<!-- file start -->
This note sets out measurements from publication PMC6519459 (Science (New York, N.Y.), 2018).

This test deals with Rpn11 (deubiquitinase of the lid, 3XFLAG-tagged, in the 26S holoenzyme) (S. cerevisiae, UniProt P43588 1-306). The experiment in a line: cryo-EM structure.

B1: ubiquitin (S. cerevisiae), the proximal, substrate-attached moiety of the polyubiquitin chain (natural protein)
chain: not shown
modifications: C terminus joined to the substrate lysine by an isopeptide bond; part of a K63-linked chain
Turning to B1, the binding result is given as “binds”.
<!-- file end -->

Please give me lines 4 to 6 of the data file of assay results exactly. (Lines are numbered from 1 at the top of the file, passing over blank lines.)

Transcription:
chain: not shown
modifications: C terminus joined to the substrate lysine by an isopeptide bond; part of a K63-linked chain
Turning to B1, the binding result is given as “binds”.